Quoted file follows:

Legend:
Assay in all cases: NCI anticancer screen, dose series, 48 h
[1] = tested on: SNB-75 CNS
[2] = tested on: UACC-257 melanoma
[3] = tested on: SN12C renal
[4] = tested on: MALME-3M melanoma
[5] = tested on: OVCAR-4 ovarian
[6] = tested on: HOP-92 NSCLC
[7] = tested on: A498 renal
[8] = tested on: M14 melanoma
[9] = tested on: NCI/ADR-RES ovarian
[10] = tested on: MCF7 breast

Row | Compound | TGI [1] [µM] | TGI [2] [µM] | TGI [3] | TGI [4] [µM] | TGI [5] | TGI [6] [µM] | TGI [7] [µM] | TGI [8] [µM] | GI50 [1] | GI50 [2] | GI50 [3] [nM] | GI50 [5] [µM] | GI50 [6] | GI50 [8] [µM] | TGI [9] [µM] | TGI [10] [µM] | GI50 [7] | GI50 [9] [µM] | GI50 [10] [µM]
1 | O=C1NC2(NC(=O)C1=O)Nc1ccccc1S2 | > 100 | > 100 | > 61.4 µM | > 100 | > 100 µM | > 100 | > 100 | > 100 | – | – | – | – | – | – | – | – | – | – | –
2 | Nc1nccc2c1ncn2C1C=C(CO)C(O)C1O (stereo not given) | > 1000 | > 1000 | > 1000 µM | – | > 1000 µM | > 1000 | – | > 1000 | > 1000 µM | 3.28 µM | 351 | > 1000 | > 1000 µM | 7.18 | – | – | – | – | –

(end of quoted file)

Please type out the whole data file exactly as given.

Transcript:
Legend:
Assay in all cases: NCI anticancer screen, dose series, 48 h
[1] = tested on: SNB-75 CNS
[2] = tested on: UACC-257 melanoma
[3] = tested on: SN12C renal
[4] = tested on: MALME-3M melanoma
[5] = tested on: OVCAR-4 ovarian
[6] = tested on: HOP-92 NSCLC
[7] = tested on: A498 renal
[8] = tested on: M14 melanoma
[9] = tested on: NCI/ADR-RES ovarian
[10] = tested on: MCF7 breast

Row | Compound | TGI [1] [µM] | TGI [2] [µM] | TGI [3] | TGI [4] [µM] | TGI [5] | TGI [6] [µM] | TGI [7] [µM] | TGI [8] [µM] | GI50 [1] | GI50 [2] | GI50 [3] [nM] | GI50 [5] [µM] | GI50 [6] | GI50 [8] [µM] | TGI [9] [µM] | TGI [10] [µM] | GI50 [7] | GI50 [9] [µM] | GI50 [10] [µM]
1 | O=C1NC2(NC(=O)C1=O)Nc1ccccc1S2 | > 100 | > 100 | > 61.4 µM | > 100 | > 100 µM | > 100 | > 100 | > 100 | – | – | – | – | – | – | – | – | – | – | –
2 | Nc1nccc2c1ncn2C1C=C(CO)C(O)C1O (stereo not given) | > 1000 | > 1000 | > 1000 µM | – | > 1000 µM | > 1000 | – | > 1000 | > 1000 µM | 3.28 µM | 351 | > 1000 | > 1000 µM | 7.18 | – | – | – | – | –